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They design a wall paint that cleans itself

Qaisar Maqbool, Günther Rupprechter

International. Researchers from the Technical University of Vienna and the Polytechnic University of Marche in Italy developed a paint with nanoparticles that establish the power of self-cleaning.

Special titanium oxide nanoparticles are added to ordinary wall paint. These nanoparticles are photocatalytically active, which means that they can remove unwanted substances through sunlight. The wall makes the air cleaner and cleans itself at the same time.

A wide variety of pollutants occur in indoor air, from residues from cleaning agents and hygiene products to molecules that are produced during cooking or that are emitted by materials such as leather.

"For years, people have been trying to use custom wall paints to clean the air," says Professor Günther Rupprechter from the Institute of Materials Chemistry at UT Vienna. "Titanium oxide nanoparticles are particularly interesting in this context. They can bind and break down a wide range of pollutants."

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Even so, simply adding ordinary titanium oxide nanoparticles to the paint will affect the durability of the paint. Even if pollutants are degraded by nanoparticles, they can also make the paint itself unstable, create cracks or even release volatile organic compounds, which can be harmful to health.

However, titanium oxide nanoparticles can clean themselves if irradiated with the right UV light, as titanium oxide is a photocatalyst.

UV radiation creates free charge carriers in particles, which induce the breakdown of airborne pollutants trapped in small parts and their release. This way, contaminants become harmless, as they don't stay stuck to the wall paint.

However, constantly irradiating a wall can become impractical.

"Our goal was to modify these particles in such a way that the photocatalytic effect can also be induced by ordinary sunlight," explains Günther Rupprechter.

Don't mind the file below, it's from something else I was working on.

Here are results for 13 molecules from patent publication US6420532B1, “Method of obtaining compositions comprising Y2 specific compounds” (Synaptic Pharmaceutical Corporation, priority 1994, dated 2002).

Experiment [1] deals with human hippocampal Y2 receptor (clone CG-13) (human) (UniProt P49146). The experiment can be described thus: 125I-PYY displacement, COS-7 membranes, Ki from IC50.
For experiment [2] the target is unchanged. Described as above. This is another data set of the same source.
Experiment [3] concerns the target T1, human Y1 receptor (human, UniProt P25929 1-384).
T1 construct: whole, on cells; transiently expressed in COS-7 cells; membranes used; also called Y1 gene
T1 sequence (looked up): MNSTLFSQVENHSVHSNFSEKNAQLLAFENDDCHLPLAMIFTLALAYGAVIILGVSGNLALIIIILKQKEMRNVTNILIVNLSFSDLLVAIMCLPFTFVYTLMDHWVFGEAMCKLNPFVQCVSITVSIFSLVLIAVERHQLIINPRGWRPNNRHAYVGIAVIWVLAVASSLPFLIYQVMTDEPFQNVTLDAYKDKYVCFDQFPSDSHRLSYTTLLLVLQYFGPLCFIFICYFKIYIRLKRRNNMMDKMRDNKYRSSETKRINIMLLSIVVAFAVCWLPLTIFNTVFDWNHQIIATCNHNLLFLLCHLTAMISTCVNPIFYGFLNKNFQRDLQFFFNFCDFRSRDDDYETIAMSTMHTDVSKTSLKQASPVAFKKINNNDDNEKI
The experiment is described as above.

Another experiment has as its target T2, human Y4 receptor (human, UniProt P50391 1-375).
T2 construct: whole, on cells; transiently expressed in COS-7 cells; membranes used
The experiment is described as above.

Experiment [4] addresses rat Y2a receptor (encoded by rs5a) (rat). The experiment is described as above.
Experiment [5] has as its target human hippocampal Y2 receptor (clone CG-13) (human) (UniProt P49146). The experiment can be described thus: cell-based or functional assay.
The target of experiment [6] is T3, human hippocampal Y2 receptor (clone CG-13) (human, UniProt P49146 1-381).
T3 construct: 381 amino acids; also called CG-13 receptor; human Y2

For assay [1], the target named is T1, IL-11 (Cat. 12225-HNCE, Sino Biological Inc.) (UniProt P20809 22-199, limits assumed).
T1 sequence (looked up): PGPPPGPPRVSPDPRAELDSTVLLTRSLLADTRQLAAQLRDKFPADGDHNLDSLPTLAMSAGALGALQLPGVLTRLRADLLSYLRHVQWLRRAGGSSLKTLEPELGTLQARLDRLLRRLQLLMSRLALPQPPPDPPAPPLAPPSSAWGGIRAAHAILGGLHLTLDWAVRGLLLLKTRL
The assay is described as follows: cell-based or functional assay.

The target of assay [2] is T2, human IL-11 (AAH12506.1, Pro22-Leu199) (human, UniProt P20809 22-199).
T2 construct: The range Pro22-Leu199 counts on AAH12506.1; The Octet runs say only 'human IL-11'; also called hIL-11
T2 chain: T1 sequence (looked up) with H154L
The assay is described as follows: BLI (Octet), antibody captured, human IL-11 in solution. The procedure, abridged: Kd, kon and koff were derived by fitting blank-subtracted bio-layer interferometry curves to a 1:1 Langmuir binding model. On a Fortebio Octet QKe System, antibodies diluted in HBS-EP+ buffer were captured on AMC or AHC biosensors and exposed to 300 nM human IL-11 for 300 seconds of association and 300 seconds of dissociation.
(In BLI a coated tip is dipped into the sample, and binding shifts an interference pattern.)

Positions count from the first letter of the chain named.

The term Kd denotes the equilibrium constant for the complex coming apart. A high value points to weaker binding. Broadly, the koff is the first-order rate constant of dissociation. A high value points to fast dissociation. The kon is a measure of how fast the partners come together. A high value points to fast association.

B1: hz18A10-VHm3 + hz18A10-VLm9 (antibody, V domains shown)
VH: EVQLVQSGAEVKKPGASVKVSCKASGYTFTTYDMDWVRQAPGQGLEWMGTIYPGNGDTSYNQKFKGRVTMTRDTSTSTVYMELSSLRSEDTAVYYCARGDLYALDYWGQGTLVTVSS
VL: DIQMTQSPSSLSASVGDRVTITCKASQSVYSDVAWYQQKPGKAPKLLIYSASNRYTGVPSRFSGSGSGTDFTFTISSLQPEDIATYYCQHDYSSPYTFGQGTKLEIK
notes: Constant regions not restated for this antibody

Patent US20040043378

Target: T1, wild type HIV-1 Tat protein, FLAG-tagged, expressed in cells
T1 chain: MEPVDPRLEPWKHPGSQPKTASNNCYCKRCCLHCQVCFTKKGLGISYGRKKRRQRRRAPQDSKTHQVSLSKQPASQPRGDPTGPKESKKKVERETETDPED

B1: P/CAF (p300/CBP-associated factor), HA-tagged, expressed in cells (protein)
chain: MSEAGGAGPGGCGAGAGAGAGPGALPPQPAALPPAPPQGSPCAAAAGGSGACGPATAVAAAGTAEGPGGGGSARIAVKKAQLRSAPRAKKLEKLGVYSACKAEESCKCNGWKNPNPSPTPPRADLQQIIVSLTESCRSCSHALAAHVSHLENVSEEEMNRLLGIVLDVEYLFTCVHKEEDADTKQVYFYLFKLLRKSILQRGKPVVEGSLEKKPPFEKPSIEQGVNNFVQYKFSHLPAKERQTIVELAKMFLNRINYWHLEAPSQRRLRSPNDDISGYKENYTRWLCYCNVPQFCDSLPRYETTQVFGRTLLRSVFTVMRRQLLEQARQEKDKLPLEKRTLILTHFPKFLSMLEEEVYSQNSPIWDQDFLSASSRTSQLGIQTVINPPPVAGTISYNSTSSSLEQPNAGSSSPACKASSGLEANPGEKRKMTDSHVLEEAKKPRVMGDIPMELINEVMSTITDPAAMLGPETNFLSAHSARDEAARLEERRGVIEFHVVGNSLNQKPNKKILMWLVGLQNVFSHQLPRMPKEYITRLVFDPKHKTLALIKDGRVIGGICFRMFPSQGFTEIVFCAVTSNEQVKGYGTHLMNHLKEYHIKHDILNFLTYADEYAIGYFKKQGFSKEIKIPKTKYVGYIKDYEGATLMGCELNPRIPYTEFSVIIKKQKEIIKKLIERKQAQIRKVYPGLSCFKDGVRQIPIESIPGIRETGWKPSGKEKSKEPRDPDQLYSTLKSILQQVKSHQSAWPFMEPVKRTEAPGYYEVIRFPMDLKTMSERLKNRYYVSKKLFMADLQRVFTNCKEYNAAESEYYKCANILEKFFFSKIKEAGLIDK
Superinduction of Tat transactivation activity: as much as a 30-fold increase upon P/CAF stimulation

This is accomplished by adding certain additional atoms to titanium oxide nanoparticles, such as phosphorus, nitrogen, and carbon. As a result, the frequencies of light that can be harvested by the particles change, and instead of just UV light, photocatalysis is then also triggered by ordinary visible light.

"We have now investigated this phenomenon in detail using a variety of different surface and nanoparticle analysis methods," says Qaisar Maqbool, the first author of the study. "In this way, we were able to show exactly how these particles behave, before and after they are added to the wall paint."

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The research team mixed the modified titanium oxide nanoparticles with common, commercially available wall paint and rinsed a painted surface with a solution containing contaminants. Subsequently, 96% of pollutants could be degraded by natural sunlight. The color itself doesn't change, because the pollutants not only bind together, but also break down with the help of sunlight.

For the commercial success of such paints, it is also important to avoid expensive raw materials. "In catalysis, for example, precious metals such as platinum or gold are used. In our case, however, elements that are readily available everywhere are sufficient: To obtain phosphorus, nitrogen and carbon, we have used dried fallen leaves of olive trees, and the titanium for titanium oxide nanoparticles was obtained from metal waste, which is normally simply discarded," says Günther Rupprechter.

This new wall paint has among its advantages: removing pollutants from the air, greater durability and respect for production resources, since it can be obtained from recycled materials. Researchers continue to evaluate the product and study its commercialization.

Laura Restrepo
Author: Laura Restrepo
Editora en Latin Press, Inc.
Comunicadora social y periodista apasionada por las letras e historias. [email protected]

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